Yesterday, a man was charged with the murder of Sabina Nessa. As you know, the 28-year-old, a daughter, sister, friend and teacher, was killed as she walked to meet a friend in the suburbs of south-east London. Her journey should have taken 5 minutes.
If you are finding going about your life while witnessing this case play out hard, know that this is a very human reaction to something deeply affecting, says clinical psychologist Dr Emma Svanberg, AKA Mumologist.
We are living in a time of hyper-visible violence being committed against people of marginalised genders. This truth is orbiting around a likely shakey baseline emotional state, thanks to covid-era uncertainty.
'For women, there has been an increase in a sense of threat which has almost come alongside a year and a half of threat and constant stress from the pandemic – starting back with #MeToo, then [the murder of] Sarah Everard 6 months ago. The Plymouth shootings in August, meanwhile, got us thinking about incels and this group of men who feel like a specific threat.'
In the Sabina case, racial issues feel apparent, too. 'There is an added grief which is that the initial news response [to the death of Sabina, who was British-Bangladeshi] was so much lower than it was for Sarah Everard. There are many layers which are colliding to leave women, and particularly Black and Brown women, feeling more unsafe,' she adds.
While the onus, of course, should never be on women to protect themselves from male violence, this case is also especially destabilising, says Dr Svanberg, due to the fact that this is another example of someone taking 'safety steps' to protect themselves – to no avail. Sabina was out early at 8.30pm; the venue she was heading to was minutes from her home.
Can joining system change groups help with processing?
The situation is bleak. In 2020, violence against women increased (according to a report from domestic abuse charity Women’s Aid, 61% of women living with their abuser during lockdown said that abuse had escalated; calls to the National Domestic Abuse Helpline surged by 80% in June 2020). Justice seems elusive: The rate of convictions for assaults on women remains excruciatingly low.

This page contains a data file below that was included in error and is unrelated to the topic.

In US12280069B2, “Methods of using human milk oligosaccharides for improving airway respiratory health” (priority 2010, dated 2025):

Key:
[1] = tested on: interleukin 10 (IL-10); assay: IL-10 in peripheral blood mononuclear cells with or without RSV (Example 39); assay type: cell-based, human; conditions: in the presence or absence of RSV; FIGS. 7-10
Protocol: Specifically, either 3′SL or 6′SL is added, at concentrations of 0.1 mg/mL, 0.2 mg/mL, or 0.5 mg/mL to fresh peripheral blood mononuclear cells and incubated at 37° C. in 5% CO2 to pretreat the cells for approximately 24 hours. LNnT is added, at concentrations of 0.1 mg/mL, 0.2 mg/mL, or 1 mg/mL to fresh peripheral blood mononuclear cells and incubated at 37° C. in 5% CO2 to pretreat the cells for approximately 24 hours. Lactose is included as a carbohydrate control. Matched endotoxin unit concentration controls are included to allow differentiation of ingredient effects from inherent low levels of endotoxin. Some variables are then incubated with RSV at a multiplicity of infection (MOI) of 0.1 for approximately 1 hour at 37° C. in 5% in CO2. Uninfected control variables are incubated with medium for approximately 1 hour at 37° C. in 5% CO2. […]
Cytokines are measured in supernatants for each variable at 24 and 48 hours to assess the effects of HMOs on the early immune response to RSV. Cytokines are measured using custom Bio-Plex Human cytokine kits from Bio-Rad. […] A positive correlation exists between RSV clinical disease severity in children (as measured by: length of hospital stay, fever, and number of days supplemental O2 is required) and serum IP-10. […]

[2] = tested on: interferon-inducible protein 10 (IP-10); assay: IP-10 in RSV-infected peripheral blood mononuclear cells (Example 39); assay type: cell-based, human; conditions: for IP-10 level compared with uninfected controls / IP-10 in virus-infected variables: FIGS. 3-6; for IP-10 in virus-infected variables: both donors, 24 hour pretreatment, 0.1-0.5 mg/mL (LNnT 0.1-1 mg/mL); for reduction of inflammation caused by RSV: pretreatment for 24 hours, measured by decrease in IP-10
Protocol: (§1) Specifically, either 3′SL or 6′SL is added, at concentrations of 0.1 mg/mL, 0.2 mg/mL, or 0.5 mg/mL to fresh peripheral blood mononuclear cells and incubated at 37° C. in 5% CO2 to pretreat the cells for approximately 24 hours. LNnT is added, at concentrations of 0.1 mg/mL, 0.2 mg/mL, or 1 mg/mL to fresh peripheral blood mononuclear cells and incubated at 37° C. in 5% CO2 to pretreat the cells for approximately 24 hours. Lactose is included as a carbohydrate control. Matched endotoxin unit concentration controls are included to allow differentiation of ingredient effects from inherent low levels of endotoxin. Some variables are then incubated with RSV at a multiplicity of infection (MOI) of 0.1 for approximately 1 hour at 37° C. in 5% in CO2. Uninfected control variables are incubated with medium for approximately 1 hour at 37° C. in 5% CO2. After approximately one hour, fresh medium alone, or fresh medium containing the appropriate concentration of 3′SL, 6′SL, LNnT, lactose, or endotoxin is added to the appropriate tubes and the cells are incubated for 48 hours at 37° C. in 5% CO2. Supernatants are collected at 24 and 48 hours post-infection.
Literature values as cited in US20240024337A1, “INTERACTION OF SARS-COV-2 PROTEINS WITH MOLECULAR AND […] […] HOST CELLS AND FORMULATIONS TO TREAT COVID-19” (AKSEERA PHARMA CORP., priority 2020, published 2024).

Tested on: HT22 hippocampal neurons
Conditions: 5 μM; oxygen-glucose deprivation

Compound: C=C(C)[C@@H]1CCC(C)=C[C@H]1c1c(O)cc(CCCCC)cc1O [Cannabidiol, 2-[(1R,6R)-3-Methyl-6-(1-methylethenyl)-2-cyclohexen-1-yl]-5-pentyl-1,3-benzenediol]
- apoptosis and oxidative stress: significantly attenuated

So, how do we try and live with what is going on, without hiding from its hideous reality? 'You might want to take steps like minimising your news and social media consumption,' says Dr Svanberg. 'But I think, for a lot of women, there has been this shift where it's not so much about minimising our natural adrenalin response to this, but moving to galvanishing it to bring about systemic change.
'Not everyone is going to want to do that, and that's, of course, fine, but for those that do there are campaigns like Reclaim These Streets, reading about what people are doing in education at a systemic level to prevent these things from hapening in the longer term and that can galvanise us: we can feel like we are doing something productive with our real, valid anxiety.
It can also help, from a mental health perspective, she says, to talk to other women about their experiences – and share yours.
The mental health benefit of vigils and services
Attending memorials and vigils, too, can help. 'Events such as these create a sense of safety and community. We can feel isolated [at times like these] so anything that brings us into a sense of safe space can counter that response,' says Dr Svanberg.
Other ways to protect your mental health
If, however, your adrenalin response is overloaded and you feel very anxious, before any of the above, creating a feeling of safety in your body might be useful. Try the below to help to bring down your adrenalin levels and to soothe yourself, in the present moment.
1. Physical grounding
When you might feel a lack of safety in your own body, due to a triggering case, physical grounding techniques can be helpful. 'If you are safe in your home, find a time when you can be alone. Place your feet on the floor, focusing on the sensation. Lift your toes and plant them slowly down and feel that connection. You could also hug your own body, get under a heavy, warm blanket or use your senses - name something you can touch, smell and see, to ground yourself in the here and now.'
2. Breathing techniques
Any technique where you take a long inhale through the nose and a longer exhale through the mouth, really focusing on that exhale, can take you out of fight or flight and into rest and digest. 'When you do this, your body is reminded that it is in a place of safety,' Dr Svanberg explains.
3. Be kind to yourself
'I know this is such as a cliche, but this is a hard time these are hard stories to read. Ask yourself: what do you need to do to feel some warmth and kindness in this time?'
4. Seek professional help
A longer term strategy, but, as ever, you might find it helpful to talk to someone if anxiety is stopping you from being able to live your life. (You can find out more about accessing talking therapies on the NHS, here.)
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